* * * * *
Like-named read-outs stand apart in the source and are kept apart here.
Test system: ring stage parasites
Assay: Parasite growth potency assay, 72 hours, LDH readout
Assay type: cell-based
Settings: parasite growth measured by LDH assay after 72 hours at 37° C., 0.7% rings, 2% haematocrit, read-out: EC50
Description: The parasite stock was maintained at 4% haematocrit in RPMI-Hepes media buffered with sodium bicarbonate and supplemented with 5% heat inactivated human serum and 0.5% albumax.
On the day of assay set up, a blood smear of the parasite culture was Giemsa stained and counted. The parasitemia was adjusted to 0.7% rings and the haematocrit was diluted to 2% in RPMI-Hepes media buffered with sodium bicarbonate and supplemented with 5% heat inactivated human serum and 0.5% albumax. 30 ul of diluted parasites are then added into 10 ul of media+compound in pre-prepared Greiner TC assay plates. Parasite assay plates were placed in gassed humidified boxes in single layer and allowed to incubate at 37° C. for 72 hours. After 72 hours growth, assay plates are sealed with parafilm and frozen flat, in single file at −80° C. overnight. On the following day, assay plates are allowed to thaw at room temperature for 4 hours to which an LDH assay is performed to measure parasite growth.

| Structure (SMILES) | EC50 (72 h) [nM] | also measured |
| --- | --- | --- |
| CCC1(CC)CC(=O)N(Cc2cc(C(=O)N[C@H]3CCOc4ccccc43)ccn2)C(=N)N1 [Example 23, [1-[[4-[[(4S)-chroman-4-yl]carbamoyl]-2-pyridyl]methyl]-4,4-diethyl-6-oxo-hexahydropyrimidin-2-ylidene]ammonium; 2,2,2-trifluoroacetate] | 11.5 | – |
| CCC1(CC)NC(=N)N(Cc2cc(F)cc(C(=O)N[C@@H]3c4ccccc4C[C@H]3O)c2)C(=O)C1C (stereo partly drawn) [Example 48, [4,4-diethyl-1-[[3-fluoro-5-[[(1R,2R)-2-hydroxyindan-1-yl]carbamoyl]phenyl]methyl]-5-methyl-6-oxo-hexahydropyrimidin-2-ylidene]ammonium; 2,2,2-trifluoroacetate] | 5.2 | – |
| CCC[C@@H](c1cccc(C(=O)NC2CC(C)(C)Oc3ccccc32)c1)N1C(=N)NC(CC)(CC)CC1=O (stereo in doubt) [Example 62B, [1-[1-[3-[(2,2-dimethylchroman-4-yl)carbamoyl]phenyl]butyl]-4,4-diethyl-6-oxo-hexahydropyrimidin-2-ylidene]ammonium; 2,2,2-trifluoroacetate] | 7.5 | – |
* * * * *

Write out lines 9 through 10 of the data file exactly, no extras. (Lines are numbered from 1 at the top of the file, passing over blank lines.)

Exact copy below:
| --- | --- | --- |
| CCC1(CC)CC(=O)N(Cc2cc(C(=O)N[C@H]3CCOc4ccccc43)ccn2)C(=N)N1 [Example 23, [1-[[4-[[(4S)-chroman-4-yl]carbamoyl]-2-pyridyl]methyl]-4,4-diethyl-6-oxo-hexahydropyrimidin-2-ylidene]ammonium; 2,2,2-trifluoroacetate] | 11.5 | – |